Most providers just null-route the server/VPS when under DDoS. Telling people to "contact their upstream provider" is not a solution at all in most cases. Providers just don't want to continue providing service to you, they don't want to fight for you, they just null-route. They care about their network, not you.
In fact this null-route is usually automatic: once they detect more than (for example) 250Mbps. And of course the null route is not removed automatically, you have to open a ticket and wait till they want to connect your server again.
So, in my opinion, a useful answer would be:
Is it a DDoS attack? How many Mbps do you see in the traffic graphs
(if your provider gives you that information)? Can you access the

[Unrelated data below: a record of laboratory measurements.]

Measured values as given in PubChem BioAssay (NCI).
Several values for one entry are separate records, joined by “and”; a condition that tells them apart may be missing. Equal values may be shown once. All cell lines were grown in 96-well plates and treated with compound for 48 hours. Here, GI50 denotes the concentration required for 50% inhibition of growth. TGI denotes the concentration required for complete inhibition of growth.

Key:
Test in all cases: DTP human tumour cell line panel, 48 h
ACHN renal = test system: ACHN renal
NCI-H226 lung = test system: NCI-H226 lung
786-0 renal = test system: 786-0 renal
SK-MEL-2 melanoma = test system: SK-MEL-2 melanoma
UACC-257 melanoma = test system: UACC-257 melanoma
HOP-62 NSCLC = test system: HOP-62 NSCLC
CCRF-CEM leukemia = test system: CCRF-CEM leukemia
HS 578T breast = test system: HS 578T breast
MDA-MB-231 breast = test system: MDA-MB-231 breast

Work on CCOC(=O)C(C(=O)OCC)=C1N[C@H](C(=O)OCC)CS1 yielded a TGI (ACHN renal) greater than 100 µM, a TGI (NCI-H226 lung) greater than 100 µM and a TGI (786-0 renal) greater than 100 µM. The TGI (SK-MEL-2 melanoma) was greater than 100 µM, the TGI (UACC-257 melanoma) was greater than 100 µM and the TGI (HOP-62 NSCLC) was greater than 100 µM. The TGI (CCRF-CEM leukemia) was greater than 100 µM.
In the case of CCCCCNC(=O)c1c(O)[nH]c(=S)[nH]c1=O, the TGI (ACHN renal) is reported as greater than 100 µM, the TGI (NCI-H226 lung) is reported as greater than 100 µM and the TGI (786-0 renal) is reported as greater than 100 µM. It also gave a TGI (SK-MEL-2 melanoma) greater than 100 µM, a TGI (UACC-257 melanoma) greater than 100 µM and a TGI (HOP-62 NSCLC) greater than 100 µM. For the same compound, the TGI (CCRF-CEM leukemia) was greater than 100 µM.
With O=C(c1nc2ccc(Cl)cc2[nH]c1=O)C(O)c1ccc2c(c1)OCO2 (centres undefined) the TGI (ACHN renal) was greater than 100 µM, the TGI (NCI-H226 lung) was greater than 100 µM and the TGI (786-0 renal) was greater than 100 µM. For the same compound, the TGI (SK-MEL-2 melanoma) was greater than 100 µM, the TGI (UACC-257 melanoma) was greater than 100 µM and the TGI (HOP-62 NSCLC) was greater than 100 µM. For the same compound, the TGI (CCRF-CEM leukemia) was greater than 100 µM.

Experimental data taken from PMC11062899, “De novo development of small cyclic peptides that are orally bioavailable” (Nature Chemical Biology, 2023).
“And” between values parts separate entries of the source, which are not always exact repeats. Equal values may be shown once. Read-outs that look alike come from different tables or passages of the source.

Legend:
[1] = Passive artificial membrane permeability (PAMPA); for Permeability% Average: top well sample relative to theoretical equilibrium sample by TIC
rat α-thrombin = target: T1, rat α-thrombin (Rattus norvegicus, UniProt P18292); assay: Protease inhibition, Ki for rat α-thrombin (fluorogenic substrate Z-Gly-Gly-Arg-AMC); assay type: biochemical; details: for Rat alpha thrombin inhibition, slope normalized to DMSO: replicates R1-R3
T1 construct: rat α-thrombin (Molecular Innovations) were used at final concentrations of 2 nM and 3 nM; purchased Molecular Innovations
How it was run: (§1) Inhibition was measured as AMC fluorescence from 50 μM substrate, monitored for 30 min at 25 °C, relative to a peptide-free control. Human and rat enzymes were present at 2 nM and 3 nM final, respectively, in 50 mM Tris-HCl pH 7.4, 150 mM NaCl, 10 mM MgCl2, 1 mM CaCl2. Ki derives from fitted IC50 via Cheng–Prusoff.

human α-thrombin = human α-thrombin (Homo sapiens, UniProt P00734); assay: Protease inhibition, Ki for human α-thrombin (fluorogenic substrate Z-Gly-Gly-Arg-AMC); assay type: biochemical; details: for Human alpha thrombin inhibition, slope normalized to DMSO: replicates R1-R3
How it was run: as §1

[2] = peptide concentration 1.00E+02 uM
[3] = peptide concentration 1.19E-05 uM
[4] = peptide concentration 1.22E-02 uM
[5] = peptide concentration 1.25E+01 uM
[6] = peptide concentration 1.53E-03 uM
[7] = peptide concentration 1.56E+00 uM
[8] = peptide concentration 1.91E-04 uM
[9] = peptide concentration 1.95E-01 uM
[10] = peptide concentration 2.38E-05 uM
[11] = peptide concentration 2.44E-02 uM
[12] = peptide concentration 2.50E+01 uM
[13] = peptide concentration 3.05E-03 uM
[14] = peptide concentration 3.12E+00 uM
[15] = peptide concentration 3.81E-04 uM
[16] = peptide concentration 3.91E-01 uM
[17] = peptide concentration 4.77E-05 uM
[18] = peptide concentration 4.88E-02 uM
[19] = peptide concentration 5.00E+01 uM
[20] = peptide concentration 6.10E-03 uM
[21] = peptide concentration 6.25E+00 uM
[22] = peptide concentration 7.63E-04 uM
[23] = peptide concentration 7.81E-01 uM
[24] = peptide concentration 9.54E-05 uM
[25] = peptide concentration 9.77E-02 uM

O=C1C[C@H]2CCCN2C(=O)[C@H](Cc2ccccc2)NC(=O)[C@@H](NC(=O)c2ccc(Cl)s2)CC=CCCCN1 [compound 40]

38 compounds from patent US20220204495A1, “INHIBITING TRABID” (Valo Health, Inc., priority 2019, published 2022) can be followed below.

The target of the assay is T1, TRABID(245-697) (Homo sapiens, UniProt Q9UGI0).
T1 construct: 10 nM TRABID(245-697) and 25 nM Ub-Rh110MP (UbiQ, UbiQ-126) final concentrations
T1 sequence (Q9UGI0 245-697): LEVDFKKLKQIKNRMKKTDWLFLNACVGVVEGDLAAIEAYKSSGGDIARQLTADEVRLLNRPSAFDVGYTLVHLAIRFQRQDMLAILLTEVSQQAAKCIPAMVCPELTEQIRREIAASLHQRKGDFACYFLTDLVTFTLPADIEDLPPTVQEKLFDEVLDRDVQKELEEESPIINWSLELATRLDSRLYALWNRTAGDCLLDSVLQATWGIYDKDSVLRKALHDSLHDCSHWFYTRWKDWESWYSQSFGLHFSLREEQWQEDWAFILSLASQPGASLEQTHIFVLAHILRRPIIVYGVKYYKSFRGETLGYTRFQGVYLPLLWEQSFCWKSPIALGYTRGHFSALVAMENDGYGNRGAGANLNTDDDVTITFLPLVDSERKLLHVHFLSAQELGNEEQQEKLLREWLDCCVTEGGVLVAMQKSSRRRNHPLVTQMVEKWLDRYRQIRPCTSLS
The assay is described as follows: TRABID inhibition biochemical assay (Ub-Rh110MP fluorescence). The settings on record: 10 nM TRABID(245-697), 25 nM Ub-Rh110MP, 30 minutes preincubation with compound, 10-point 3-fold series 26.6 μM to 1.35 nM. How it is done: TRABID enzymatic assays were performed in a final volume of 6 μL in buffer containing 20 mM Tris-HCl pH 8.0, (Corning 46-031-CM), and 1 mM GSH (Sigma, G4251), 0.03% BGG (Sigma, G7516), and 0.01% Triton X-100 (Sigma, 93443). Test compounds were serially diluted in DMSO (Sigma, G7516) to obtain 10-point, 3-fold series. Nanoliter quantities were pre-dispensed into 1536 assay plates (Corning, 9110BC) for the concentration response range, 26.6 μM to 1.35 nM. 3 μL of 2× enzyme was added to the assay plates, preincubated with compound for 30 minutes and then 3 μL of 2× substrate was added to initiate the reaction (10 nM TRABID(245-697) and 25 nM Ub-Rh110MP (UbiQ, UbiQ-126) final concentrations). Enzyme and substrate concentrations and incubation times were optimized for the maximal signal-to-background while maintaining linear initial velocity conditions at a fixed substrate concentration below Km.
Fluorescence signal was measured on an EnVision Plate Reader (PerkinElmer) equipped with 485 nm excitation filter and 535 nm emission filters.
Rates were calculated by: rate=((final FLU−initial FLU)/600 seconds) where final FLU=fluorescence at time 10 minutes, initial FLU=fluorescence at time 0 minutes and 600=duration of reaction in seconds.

server? If so, please execute the following commands: [commands to see
active connections, tcpdump and stuff like that]
Depending on the answers to these questions:
Attack is above 100Mbps -> you can't filter it with iptables (unless you have a 1Gbps VPS, kinda weird). You need a DDoS protected
proxy (CloudFlare for example) or a hardware firewall. [Explain how a proxy works. Important features when looking for a proxy (allow any port, not only :80 for example), the importance of hiding the real IP behind the proxy (for example when sending emails)...]
Attack is less than port bandwidth -> you can try to filter packets. What kind of DDoS are you facing? SYN flood? Check
syn-cookies [add more tips and guidance depending on DDoS type]
This will not solve DDoS attacks, but would help people understand what's happening, why the attack works, what they can/can't do to stop or mitigate it...
Once they know what kind of attack they are suffering and how it works they can ask for more specific help: Questions like "how to stop DDoS attack" become "how to limit connections per /24 IP range" or "configure mail relay server"...